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GEORGE TOWNSEND WARNER, M.A.
SOMETIME FELLOW OF JESUS COLLEGE, CAMBRIDGE,
ASSISTANT MASTER AT HARROW SCHOOL
WITH MAPS AND PLANS
GLASGOW AND DUBLIN
I have aimed, in this book, at making a simple selection of the most important factors, or chain of events, in each period, and have treated these in more detail, to the exclusion of others which seem to me less characteristic of the period. It has sometimes been taken for granted that the right method of teaching history is to lay down a preliminary groundwork of facts and dates and miscellaneous scraps of important information, before making an attempt to awake interest in the connection of historical events by the process of reasoning. The principle is somewhat akin to the mode of teaching languages by grinding over grammar and accidence; it is at any rate time-honoured. But the value of history as an educational subject, even for the young, cannot, I think, be fully realized, unless some stress is placed upon the sequence of cause and effect, so as to exercise not merely the memory but the reason.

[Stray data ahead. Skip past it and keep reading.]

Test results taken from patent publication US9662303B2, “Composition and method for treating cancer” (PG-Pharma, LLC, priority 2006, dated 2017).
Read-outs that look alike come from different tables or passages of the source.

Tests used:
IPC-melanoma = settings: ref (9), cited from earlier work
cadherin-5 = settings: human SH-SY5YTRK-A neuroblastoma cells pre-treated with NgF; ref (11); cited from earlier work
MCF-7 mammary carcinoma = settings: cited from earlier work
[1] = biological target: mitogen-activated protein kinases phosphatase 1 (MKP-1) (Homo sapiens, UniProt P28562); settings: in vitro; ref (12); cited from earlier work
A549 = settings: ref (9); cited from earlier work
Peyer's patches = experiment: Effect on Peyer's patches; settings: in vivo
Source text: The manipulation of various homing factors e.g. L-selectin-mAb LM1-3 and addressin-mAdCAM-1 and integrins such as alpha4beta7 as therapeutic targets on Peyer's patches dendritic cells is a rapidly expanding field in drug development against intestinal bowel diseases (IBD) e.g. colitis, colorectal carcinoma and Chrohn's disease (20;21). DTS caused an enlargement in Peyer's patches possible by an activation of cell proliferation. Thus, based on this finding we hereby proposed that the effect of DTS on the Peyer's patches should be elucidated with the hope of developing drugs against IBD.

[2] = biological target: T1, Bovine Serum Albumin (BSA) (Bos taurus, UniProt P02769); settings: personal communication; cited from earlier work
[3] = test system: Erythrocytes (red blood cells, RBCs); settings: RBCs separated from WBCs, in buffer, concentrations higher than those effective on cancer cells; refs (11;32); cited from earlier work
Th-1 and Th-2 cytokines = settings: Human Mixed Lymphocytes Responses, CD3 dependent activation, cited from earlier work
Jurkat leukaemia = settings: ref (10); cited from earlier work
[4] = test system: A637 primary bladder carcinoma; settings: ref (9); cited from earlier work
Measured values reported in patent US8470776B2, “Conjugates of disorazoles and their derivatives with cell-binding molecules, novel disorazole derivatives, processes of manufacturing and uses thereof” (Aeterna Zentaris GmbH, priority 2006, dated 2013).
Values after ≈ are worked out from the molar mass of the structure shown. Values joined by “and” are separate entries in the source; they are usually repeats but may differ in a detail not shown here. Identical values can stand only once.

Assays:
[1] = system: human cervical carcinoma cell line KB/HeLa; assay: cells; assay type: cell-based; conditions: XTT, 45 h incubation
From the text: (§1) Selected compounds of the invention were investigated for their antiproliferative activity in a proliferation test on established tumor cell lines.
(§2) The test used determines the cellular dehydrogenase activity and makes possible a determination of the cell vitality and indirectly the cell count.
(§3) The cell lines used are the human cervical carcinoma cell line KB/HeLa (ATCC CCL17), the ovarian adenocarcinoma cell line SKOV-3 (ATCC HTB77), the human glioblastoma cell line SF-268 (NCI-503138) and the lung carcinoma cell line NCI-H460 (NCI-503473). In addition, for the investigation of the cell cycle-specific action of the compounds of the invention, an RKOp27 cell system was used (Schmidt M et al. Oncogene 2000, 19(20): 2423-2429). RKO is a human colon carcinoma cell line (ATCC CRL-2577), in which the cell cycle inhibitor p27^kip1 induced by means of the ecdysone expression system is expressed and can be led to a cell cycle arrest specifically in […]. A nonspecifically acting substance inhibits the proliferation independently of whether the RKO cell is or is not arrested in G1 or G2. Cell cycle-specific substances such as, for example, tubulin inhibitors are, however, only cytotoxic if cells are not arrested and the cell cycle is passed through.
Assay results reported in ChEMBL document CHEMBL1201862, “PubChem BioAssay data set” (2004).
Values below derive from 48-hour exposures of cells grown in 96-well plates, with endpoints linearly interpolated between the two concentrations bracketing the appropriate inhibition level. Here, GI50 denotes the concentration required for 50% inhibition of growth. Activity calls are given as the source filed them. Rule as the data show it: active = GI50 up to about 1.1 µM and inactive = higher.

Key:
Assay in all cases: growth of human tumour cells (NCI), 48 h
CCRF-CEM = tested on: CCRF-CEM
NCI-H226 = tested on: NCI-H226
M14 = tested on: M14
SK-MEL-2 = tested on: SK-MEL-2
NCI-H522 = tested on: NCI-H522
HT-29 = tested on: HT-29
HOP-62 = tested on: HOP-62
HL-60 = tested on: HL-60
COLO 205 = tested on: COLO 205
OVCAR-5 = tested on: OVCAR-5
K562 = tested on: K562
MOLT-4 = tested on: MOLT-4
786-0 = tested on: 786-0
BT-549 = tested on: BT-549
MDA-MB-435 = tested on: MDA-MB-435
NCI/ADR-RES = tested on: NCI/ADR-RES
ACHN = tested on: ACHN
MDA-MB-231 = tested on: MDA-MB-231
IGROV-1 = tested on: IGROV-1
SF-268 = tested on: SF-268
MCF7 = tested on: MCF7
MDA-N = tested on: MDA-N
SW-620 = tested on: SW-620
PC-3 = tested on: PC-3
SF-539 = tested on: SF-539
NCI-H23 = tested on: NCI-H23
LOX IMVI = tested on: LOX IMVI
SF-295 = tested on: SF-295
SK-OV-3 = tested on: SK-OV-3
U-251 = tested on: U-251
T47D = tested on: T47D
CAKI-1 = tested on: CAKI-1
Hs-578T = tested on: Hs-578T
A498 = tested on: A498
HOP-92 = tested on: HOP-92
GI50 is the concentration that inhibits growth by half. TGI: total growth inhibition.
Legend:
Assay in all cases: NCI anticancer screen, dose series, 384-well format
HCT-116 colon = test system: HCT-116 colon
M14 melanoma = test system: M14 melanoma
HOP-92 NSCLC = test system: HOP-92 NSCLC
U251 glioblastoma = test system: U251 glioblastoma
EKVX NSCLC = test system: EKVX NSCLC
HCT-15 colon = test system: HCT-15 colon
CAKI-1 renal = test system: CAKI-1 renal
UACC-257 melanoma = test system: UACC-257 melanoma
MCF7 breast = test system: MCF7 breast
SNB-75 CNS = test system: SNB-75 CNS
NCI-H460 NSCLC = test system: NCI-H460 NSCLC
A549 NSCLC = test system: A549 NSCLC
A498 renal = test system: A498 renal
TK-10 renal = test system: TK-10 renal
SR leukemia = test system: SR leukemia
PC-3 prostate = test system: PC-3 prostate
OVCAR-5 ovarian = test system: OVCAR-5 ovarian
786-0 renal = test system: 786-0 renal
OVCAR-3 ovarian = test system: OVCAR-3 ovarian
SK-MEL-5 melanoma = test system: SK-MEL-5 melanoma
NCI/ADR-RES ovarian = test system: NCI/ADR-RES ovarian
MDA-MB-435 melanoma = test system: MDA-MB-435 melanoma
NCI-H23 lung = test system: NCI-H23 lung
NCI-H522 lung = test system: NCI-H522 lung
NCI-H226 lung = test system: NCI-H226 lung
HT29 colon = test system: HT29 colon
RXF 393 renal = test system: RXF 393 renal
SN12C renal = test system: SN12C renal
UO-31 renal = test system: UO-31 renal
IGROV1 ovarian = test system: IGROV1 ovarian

Understanding is a far more attractive process than merely learning; young minds are by nature curious, and are receptive enough of an explanation, provided it be simple; and the difficulties of remembering are much lessened when events in history are presented, not as isolated, but as the causes or consequences of other events. It is this object that I have tried to keep before me.
G. T. W.
HARROW, July, 1899.